what is the fine line?
Last winter here, it was 9-15 degrees at night for about 3 weeks, and not above freezing during the day for about a week of that. I'm really confused about why some plants can live in the ground here but not survive similar temps/conditions farther north? If a plant can handle 9 degrees here, why is that lethal elsewhere? It did snow once but melted the same day. Most winters here have no snow at all, so an insulating layer of snow is not a factor, and a lot of the plants had just a small bit of leaves as cover, some none at all besides their own dead leaves.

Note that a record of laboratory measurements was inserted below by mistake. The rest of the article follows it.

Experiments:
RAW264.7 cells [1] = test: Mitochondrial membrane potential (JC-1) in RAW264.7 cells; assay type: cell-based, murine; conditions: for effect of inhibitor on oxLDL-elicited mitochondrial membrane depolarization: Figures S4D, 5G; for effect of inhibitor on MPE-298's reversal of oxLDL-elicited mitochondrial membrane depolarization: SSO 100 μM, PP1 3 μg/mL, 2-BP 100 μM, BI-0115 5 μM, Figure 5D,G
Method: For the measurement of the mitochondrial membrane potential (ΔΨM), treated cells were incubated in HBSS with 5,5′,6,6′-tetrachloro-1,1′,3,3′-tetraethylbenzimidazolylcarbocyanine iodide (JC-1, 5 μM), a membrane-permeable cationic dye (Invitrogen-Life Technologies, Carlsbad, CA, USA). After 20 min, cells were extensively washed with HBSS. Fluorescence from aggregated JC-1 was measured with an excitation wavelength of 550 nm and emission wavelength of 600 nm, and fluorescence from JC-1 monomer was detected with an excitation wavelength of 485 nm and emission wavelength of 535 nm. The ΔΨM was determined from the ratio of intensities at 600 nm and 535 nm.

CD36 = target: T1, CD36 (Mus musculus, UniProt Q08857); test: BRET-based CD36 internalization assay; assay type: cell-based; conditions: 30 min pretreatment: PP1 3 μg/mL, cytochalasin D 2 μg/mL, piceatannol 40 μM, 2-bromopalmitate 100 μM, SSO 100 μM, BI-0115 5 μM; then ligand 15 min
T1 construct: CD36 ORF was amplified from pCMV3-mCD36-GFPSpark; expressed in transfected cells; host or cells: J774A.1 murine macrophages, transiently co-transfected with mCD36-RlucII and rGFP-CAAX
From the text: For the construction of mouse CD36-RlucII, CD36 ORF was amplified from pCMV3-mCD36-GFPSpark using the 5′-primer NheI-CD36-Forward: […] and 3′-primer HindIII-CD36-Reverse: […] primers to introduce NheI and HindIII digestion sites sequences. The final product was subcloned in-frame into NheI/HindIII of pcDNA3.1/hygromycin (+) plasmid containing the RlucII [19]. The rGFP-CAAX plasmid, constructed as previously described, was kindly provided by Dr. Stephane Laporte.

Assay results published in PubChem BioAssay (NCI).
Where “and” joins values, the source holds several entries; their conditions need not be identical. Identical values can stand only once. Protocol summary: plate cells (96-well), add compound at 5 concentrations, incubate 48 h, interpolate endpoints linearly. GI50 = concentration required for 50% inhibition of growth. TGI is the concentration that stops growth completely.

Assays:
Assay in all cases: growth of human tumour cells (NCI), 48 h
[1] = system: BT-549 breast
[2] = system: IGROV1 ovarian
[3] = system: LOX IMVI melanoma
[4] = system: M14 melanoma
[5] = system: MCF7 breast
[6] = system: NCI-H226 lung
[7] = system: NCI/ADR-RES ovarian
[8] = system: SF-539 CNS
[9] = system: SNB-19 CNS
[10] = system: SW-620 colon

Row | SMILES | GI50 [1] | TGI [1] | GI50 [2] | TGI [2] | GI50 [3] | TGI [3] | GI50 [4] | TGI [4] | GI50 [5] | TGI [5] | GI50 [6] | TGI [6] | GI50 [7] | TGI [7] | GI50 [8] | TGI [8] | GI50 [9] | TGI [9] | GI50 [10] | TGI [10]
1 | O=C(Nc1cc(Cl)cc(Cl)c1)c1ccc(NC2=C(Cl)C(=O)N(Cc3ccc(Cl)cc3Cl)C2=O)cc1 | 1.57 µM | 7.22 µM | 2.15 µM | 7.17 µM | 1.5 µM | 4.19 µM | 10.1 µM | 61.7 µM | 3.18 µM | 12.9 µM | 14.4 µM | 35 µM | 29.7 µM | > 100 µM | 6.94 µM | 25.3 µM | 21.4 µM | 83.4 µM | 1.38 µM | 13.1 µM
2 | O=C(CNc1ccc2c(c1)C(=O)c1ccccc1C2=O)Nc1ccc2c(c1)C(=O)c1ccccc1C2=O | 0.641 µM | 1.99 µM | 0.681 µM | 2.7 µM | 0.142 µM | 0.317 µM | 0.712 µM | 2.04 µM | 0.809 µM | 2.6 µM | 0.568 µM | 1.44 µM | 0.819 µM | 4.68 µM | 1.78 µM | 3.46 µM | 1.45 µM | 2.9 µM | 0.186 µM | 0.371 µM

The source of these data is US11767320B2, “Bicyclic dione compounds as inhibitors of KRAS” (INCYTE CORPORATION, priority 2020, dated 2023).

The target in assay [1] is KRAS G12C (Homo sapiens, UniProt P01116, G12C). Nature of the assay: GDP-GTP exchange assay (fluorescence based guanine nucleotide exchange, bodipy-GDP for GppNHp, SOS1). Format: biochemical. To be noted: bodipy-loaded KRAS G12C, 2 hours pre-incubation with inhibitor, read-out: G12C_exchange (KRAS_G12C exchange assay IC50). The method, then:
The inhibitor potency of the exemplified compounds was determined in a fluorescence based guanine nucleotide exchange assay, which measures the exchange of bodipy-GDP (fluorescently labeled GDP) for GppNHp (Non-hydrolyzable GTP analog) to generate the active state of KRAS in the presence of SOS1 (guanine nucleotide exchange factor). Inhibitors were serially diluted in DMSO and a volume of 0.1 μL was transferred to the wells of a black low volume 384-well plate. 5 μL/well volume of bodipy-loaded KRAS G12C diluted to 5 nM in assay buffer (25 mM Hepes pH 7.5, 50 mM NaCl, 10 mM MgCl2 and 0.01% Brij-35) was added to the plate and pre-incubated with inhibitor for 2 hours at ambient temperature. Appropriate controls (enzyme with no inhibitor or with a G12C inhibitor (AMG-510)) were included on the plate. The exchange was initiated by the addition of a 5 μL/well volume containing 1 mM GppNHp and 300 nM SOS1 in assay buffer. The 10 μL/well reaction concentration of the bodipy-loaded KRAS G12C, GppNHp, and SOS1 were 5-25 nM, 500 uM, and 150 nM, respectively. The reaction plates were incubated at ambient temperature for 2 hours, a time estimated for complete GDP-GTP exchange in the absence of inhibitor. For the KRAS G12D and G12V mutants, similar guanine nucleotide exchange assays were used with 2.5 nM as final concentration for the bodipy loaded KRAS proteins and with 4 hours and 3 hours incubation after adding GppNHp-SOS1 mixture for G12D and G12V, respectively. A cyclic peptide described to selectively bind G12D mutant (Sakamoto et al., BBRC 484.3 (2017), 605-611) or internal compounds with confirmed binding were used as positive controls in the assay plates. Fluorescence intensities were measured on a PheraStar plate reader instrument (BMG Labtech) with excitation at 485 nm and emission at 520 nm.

Gardenia, spider plant, purple heart (Tradescantia pallida, Amaryllis, elephant ears (Colocasia), cannas, Caladium, and so many others are fine this year after being in the ground last winter (and many other winters.) Why? Is it the length of exposure? Like if I walk outside for 2 minutes while it's 30 degrees outside, I won't freeze to death, but 2 hours and I would probably have serious frost bite and hypothermia. It seems like a solid week of subfreezing night and day *should* mean the difference between life and death for certain plants but yet they live. Isn't that sufficient for the top few inches of soil to freeze (especially up against a wall on the north side?) I just don't get it.